ROME (Reuters) - Tens of thousands Italians marched in Rome on Saturday in a rally organised by Italy’s largest union to protest bleak job prospects and demand more rights for workers.
Students who have been staging demonstrations in various Italian cities against a university reform currently before parliament joined the peaceful march in central Rome, bringing traffic to a halt.
Waving red flags and banners, the protesters accused Prime Minister Silvio Berlusconi’s government of cutting welfare and education spending while doing little to spur economic growth and employment.
“In two years, this government has done nothing for jobs,” Susanna Camusso, leader of Italy’s biggest union CGIL, told the rally. “Now they must provide answers and carry out policies to fight the crisis.”
Spending cuts and a tight fiscal stance have helped Italy weather the financial crisis better than many of its European peers, and the euro zone’s third largest economy has avoided the market turmoil that has hit countries like Greece and Ireland.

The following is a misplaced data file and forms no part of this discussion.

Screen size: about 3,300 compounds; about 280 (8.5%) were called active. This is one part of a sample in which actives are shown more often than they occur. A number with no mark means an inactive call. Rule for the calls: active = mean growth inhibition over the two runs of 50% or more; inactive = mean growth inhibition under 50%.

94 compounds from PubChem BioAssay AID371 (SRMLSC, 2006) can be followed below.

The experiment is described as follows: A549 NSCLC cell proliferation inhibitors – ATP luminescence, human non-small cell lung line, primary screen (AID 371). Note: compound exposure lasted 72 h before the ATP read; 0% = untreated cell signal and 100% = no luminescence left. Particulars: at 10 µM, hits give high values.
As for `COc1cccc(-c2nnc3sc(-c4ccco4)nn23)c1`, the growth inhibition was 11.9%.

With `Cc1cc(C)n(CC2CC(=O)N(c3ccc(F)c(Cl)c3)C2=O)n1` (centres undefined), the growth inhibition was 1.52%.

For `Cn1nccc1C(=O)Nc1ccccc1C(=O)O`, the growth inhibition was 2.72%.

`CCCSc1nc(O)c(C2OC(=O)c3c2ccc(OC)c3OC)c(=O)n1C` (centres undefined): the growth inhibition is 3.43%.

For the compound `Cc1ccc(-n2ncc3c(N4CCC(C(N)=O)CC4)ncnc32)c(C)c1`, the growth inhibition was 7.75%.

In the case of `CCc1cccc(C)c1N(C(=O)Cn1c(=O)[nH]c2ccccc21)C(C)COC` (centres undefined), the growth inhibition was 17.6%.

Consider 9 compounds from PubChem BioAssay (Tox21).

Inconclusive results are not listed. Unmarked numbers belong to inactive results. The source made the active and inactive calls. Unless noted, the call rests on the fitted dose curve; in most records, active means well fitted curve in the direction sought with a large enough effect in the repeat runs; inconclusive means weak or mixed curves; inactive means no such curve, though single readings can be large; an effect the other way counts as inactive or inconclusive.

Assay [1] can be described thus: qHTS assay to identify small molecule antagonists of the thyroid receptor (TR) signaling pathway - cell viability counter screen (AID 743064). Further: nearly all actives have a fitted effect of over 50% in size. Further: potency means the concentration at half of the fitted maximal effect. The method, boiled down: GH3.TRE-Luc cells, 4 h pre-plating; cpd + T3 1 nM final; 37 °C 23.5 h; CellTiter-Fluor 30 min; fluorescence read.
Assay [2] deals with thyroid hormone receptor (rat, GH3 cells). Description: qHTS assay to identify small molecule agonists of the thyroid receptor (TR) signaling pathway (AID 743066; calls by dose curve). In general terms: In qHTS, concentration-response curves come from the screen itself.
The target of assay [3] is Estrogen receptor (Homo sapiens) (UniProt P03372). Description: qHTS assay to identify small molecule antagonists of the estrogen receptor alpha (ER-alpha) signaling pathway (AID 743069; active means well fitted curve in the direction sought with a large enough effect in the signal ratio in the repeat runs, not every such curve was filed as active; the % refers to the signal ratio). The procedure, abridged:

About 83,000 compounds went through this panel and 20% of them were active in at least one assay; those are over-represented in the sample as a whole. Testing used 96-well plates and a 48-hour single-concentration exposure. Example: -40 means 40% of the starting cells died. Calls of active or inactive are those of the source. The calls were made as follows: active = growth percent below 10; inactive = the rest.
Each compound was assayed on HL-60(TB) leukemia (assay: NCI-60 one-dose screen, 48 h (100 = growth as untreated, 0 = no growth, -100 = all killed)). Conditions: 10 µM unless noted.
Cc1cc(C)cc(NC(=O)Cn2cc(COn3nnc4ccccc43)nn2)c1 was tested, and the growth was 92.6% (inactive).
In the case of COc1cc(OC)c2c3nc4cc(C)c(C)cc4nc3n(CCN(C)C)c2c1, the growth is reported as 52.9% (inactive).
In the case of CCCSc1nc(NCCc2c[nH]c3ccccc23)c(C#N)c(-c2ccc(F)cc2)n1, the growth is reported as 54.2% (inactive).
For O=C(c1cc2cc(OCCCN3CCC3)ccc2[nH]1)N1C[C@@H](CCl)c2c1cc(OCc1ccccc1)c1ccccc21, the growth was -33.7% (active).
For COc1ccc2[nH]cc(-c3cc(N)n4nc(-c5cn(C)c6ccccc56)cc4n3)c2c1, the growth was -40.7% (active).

Divisions among the country’s unions have also prevented the kind of labour unrest seen in some other European nations.
However, Saturday’s protest comes at a difficult time for Berlusconi, who faces a confidence vote on December 14 that could lead to early elections.
His government has been weakened by a series of corruption and sex scandals, coalition infighting and sluggish economic growth at a time when Italy is only slowly emerging from its worst post-war recession.
The unemployment rate stood at 8.3 percent in September, below a 10.1 percent average for the euro zone, but the Bank of Italy says the Italian rate would be above 11 percent if it included workers sent home on reduced pay and discouraged job-seekers who have given up the search for work.
Reporting by Cristiano Corvino and Fabio Severo; editing by Noah Barkin
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